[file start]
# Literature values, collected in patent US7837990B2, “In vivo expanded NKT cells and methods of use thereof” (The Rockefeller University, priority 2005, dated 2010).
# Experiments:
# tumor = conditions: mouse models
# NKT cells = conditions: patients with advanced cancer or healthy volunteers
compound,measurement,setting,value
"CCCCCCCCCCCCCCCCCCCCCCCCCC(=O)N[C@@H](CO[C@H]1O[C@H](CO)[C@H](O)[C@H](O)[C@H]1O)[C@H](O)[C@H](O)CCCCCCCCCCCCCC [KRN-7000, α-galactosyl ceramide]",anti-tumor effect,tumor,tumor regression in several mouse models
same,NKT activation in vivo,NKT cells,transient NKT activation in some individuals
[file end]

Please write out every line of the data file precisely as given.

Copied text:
# Literature values, collected in patent US7837990B2, “In vivo expanded NKT cells and methods of use thereof” (The Rockefeller University, priority 2005, dated 2010).
# Experiments:
# tumor = conditions: mouse models
# NKT cells = conditions: patients with advanced cancer or healthy volunteers
compound,measurement,setting,value
"CCCCCCCCCCCCCCCCCCCCCCCCCC(=O)N[C@@H](CO[C@H]1O[C@H](CO)[C@H](O)[C@H](O)[C@H]1O)[C@H](O)[C@H](O)CCCCCCCCCCCCCC [KRN-7000, α-galactosyl ceramide]",anti-tumor effect,tumor,tumor regression in several mouse models
same,NKT activation in vivo,NKT cells,transient NKT activation in some individuals